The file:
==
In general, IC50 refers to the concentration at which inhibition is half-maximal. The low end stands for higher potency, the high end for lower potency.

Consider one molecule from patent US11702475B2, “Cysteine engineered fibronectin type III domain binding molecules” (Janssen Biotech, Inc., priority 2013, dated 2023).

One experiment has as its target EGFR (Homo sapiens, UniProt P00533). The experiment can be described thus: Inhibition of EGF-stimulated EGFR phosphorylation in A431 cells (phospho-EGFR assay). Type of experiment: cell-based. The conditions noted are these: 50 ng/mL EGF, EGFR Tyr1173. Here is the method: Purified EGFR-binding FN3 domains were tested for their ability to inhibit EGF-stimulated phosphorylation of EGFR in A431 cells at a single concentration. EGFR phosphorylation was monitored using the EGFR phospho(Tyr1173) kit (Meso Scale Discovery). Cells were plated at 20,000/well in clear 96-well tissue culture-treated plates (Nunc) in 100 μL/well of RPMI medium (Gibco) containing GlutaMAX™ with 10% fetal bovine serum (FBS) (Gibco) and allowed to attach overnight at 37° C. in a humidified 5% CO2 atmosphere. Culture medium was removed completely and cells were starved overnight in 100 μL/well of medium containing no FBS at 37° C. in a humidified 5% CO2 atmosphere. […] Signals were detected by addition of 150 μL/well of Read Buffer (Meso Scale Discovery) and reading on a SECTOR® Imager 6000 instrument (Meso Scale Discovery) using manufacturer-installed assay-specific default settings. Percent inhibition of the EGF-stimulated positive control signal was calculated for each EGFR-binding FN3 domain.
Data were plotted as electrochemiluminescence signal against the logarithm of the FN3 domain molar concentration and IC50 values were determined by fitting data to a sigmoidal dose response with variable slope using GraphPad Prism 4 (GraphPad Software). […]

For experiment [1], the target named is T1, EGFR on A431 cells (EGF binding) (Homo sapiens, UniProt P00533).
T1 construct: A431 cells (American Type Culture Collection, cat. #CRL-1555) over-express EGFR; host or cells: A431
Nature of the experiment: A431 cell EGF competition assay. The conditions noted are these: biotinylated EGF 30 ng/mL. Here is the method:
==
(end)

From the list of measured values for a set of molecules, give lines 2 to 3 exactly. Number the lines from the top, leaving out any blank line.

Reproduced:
Consider one molecule from patent US11702475B2, “Cysteine engineered fibronectin type III domain binding molecules” (Janssen Biotech, Inc., priority 2013, dated 2023).

One experiment has as its target EGFR (Homo sapiens, UniProt P00533). The experiment can be described thus: Inhibition of EGF-stimulated EGFR phosphorylation in A431 cells (phospho-EGFR assay). Type of experiment: cell-based. The conditions noted are these: 50 ng/mL EGF, EGFR Tyr1173. Here is the method: Purified EGFR-binding FN3 domains were tested for their ability to inhibit EGF-stimulated phosphorylation of EGFR in A431 cells at a single concentration. EGFR phosphorylation was monitored using the EGFR phospho(Tyr1173) kit (Meso Scale Discovery). Cells were plated at 20,000/well in clear 96-well tissue culture-treated plates (Nunc) in 100 μL/well of RPMI medium (Gibco) containing GlutaMAX™ with 10% fetal bovine serum (FBS) (Gibco) and allowed to attach overnight at 37° C. in a humidified 5% CO2 atmosphere. Culture medium was removed completely and cells were starved overnight in 100 μL/well of medium containing no FBS at 37° C. in a humidified 5% CO2 atmosphere. […] Signals were detected by addition of 150 μL/well of Read Buffer (Meso Scale Discovery) and reading on a SECTOR® Imager 6000 instrument (Meso Scale Discovery) using manufacturer-installed assay-specific default settings. Percent inhibition of the EGF-stimulated positive control signal was calculated for each EGFR-binding FN3 domain.